In “The Mirrored Badge” in Colloquium on Crime: Eleven Renowned Mystery Writers Discuss Their Work (1986), Rex Burns describes the police procedural as a “novel of manners” and asserts that he was drawn to the form because he disliked the “false portrayals of cops and robbers which, especially in the mass media, can be perilous to viewers who accept them as real.” He also addresses the relationship between detective fiction and questions of psychological and moral importance. Although the genre requires a strict form, he writes, “crime is chaotic, an eruption into the ordered, public surface of our lives from some dark reservoir below—an intrusion, that is, of life’s formlessness.” The detective writer is thus faced with the problem of exploring the irrational: While “the detective wants only to solve the crime, the writer is faced with the need to explain it.” That attempt, Burns suggests, “can lead the mystery writer to the limits of explaining the possibly inexplicable.”
Burns’s style is generally spare yet sharp. In an article for The Writer in March, 1984, he used the term “imagistic compression” to identify his technique of description: “to determine, usually in revision, what precise image, in the fewest words, will blossom in the reader’s mind and make a setting visible to his imagination.” He also seeks descriptive techniques that contribute to the development of the action. As the people at the Mormon ranch in The Avenging Angel (1983) prepare for attack, the smoke rising from the house’s chimney “stood like a ghostly flagpole against the sky.” The flagpole simile, as Burns points out, not only sharpens the scene but also captures the “paradox of a domestic fire on a quiet evening and the smoke as a beacon for the invaders.” His dialogue is, in similar fashion, low-key yet distinctive. In particular, he uses the jargon of various occupations and the grammar and rhythms that betray education and social class to identify characters through their speech.
Burns uses a variety of physical and cultural settings to avoid the predictability of the police procedural, which, like actual detective work, tends to fall into repetitious patterns. He makes Gabe Wager a workaholic loner who goes undercover, pursues investigations on his own time, takes on detached assignments, and reluctantly agrees to use some of his accumulated vacation time when it dawns on him that he can go fishing in a locale that seems to have something to do with a questionable death. Thus, Burns can give Wager some of the range and independence of a private eye while letting him have access to the resources found only in a major law enforcement agency and subjecting him to the legal constraints of actual police work.
The character of Gabe Wager is a central attraction of Burns’s writing. In his scholarly book on nineteenth century American culture, Burns identified two opposing traditions of success: the materialistic American Dream of the self-made individual rising from rags to riches and the competing ideal of competence, independence, and morality embodied in the image of the yeoman who possessed “wealth somewhat beyond [his] basic needs, freedom from economic or statutory subservience, and the respect of the society for fruitful, honest industry.” To an extent, Gabe Wager is a twentieth century version of the sturdy yeoman: a working man who preserves his capacity for independent action by refusing either to join the union or to accept blindly the policies and politics of his superiors. The virtue of his independence is an extraordinarily strong sense of duty; the danger is in the inflexibility of his self-imposed moral code; and the price is loneliness.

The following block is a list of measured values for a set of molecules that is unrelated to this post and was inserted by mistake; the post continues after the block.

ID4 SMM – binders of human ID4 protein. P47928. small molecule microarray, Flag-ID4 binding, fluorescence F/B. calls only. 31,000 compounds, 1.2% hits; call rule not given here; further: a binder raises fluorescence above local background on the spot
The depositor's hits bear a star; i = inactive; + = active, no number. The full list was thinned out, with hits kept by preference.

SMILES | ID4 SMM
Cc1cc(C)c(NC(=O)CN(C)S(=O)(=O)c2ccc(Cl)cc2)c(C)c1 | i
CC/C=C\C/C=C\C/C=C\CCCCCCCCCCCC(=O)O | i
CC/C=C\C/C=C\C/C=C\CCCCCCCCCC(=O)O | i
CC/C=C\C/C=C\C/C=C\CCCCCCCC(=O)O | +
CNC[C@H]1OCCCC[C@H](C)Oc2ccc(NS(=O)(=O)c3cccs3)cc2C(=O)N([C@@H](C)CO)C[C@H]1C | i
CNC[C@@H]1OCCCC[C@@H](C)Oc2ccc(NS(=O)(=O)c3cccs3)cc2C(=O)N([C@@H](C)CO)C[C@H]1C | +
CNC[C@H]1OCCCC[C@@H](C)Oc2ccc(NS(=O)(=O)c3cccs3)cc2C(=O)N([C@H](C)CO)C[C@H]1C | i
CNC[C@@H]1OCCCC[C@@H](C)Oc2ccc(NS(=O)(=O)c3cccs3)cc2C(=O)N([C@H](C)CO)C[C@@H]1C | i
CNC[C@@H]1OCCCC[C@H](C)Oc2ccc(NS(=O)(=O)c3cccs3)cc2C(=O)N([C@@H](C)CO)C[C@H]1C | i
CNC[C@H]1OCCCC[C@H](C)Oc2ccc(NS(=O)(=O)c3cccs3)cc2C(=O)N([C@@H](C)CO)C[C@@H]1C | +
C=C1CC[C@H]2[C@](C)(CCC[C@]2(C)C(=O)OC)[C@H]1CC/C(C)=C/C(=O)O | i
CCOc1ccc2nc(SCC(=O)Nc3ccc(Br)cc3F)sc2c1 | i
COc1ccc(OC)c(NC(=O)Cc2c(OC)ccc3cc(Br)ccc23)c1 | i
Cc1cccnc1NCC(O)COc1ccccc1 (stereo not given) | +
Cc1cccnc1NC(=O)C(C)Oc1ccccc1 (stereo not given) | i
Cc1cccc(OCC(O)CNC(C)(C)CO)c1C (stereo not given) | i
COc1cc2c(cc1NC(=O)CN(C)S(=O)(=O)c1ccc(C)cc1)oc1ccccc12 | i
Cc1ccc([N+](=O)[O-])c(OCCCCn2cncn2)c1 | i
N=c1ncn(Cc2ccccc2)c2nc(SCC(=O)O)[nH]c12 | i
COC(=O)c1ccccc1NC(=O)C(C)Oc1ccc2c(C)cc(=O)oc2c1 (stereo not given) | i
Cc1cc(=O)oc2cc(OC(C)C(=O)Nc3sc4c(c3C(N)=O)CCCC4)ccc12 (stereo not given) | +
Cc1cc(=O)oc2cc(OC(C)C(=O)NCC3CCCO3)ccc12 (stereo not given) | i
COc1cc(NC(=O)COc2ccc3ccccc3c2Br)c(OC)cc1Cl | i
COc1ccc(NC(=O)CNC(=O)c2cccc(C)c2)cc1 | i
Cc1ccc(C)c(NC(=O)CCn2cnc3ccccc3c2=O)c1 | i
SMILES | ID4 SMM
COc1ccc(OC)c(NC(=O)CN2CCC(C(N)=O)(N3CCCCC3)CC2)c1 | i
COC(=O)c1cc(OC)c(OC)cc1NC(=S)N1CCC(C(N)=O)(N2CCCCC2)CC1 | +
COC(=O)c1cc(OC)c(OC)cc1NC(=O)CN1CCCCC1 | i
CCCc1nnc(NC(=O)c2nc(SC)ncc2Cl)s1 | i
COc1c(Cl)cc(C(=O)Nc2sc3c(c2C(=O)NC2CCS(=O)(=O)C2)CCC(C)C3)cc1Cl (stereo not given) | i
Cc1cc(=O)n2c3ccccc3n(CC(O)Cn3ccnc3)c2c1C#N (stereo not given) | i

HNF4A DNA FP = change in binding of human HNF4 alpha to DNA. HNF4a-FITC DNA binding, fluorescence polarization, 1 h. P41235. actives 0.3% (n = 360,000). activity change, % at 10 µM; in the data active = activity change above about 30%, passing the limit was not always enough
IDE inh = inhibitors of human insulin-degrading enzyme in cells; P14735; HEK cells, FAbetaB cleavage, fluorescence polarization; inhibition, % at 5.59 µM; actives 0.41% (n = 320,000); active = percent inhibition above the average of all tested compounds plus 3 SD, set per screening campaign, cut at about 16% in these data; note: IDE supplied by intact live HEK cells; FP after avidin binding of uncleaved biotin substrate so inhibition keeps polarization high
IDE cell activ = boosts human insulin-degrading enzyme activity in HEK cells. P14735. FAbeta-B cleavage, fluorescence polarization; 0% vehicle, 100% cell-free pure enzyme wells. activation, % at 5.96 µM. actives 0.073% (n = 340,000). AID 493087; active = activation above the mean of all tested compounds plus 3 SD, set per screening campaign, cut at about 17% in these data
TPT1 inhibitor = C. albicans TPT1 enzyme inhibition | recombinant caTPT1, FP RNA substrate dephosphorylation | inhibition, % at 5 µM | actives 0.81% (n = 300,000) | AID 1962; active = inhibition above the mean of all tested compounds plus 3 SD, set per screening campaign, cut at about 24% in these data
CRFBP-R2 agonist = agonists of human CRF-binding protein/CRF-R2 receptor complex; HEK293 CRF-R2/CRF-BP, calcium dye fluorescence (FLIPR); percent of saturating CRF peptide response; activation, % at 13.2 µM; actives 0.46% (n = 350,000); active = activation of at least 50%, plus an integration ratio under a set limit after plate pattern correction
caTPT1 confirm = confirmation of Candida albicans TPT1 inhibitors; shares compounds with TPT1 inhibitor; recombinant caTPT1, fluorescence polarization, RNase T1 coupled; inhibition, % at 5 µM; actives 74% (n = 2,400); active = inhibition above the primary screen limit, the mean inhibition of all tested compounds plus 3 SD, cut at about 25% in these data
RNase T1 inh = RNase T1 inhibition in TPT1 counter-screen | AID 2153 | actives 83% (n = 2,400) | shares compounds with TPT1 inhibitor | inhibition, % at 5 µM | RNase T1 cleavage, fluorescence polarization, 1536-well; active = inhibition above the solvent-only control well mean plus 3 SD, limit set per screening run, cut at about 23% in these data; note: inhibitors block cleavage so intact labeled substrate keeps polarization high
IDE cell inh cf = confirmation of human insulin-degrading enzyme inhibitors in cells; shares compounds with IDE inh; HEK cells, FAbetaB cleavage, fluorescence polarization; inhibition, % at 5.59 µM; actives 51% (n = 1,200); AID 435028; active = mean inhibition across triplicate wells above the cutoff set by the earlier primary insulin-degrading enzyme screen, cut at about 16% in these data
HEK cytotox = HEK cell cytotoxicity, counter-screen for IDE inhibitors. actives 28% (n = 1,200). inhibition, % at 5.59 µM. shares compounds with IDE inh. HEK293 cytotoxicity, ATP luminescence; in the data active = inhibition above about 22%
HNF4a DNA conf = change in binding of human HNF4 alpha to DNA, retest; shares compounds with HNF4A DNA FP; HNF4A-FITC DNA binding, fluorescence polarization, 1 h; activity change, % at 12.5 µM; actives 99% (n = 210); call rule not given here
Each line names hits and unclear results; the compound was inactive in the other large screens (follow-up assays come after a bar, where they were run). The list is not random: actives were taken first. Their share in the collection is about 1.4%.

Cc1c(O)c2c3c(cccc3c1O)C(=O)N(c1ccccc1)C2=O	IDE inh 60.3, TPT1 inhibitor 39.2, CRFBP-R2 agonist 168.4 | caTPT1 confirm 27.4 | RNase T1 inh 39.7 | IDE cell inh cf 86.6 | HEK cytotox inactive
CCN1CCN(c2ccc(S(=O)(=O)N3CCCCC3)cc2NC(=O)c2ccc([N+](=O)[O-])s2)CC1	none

Burns sees Wager’s “hard struggle for self-definition in a world that has its labels all ready to apply” as giving him “a rigidity that is both strength and weakness.” Wager is not wholly at home in either Chicano or Anglo culture. During his childhood in a barrio in Denver, relatives disapproved of his mother for having married an outsider.
Wager joined the Marines at sixteen and served for eight years in a period that stretched from the Korean Demilitarized Zone to Vietnam’s Landing Zone Delta, and as a consequence missed the normal experiences of the teen and early adult years, a time when most men learn something about women. There is a broken marriage in his background and a relationship with fellow police officer Jo Fabrizio that is constantly endangered by his emotional distance and stubborn pride.
Although the books use a third-person restricted viewpoint—everything is seen as if it had passed through Wager’s consciousness—Wager is as reticent in his inner life as he is in his dealings with other people. Burns skillfully uses minimal outcroppings of introspection to humanize the humorless, self-sufficient workaholic.
Both the narrative voice and Wager’s personal awareness, for example, undercut his apparent self-certainty in a spare passage such as this from The Avenging Angel: “What the hell, you didn’t have to like your partner; all you had to do was work with him. Wager could tell himself that, and he could almost believe it.”
The Alvarez Journal
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